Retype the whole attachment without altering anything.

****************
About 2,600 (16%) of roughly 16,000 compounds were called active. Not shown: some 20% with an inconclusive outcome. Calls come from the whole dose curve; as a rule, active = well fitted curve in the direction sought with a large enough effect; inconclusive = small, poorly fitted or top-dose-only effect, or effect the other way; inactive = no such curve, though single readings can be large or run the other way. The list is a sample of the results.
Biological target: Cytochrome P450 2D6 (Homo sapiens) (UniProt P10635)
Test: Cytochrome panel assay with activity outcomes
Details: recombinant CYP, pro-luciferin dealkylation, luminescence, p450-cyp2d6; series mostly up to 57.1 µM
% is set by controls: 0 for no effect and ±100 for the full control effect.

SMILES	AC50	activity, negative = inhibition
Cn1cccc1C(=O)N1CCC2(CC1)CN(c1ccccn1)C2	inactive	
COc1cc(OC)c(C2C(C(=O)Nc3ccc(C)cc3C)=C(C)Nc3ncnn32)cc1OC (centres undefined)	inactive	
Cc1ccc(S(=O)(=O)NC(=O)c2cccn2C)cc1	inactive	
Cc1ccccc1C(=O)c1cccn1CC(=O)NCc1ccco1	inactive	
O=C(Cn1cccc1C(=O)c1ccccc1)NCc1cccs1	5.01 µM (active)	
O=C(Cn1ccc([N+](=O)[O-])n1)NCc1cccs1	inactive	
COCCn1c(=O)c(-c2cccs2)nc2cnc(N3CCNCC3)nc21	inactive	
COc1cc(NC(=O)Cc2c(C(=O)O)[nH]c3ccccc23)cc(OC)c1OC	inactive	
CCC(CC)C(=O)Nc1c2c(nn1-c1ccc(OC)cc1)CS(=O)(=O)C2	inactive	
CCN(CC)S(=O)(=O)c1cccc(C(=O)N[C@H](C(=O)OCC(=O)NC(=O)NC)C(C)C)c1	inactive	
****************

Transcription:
About 2,600 (16%) of roughly 16,000 compounds were called active. Not shown: some 20% with an inconclusive outcome. Calls come from the whole dose curve; as a rule, active = well fitted curve in the direction sought with a large enough effect; inconclusive = small, poorly fitted or top-dose-only effect, or effect the other way; inactive = no such curve, though single readings can be large or run the other way. The list is a sample of the results.
Biological target: Cytochrome P450 2D6 (Homo sapiens) (UniProt P10635)
Test: Cytochrome panel assay with activity outcomes
Details: recombinant CYP, pro-luciferin dealkylation, luminescence, p450-cyp2d6; series mostly up to 57.1 µM
% is set by controls: 0 for no effect and ±100 for the full control effect.

SMILES	AC50	activity, negative = inhibition
Cn1cccc1C(=O)N1CCC2(CC1)CN(c1ccccn1)C2	inactive	
COc1cc(OC)c(C2C(C(=O)Nc3ccc(C)cc3C)=C(C)Nc3ncnn32)cc1OC (centres undefined)	inactive	
Cc1ccc(S(=O)(=O)NC(=O)c2cccn2C)cc1	inactive	
Cc1ccccc1C(=O)c1cccn1CC(=O)NCc1ccco1	inactive	
O=C(Cn1cccc1C(=O)c1ccccc1)NCc1cccs1	5.01 µM (active)	
O=C(Cn1ccc([N+](=O)[O-])n1)NCc1cccs1	inactive	
COCCn1c(=O)c(-c2cccs2)nc2cnc(N3CCNCC3)nc21	inactive	
COc1cc(NC(=O)Cc2c(C(=O)O)[nH]c3ccccc23)cc(OC)c1OC	inactive	
CCC(CC)C(=O)Nc1c2c(nn1-c1ccc(OC)cc1)CS(=O)(=O)C2	inactive	
CCN(CC)S(=O)(=O)c1cccc(C(=O)N[C@H](C(=O)OCC(=O)NC(=O)NC)C(C)C)c1	inactive	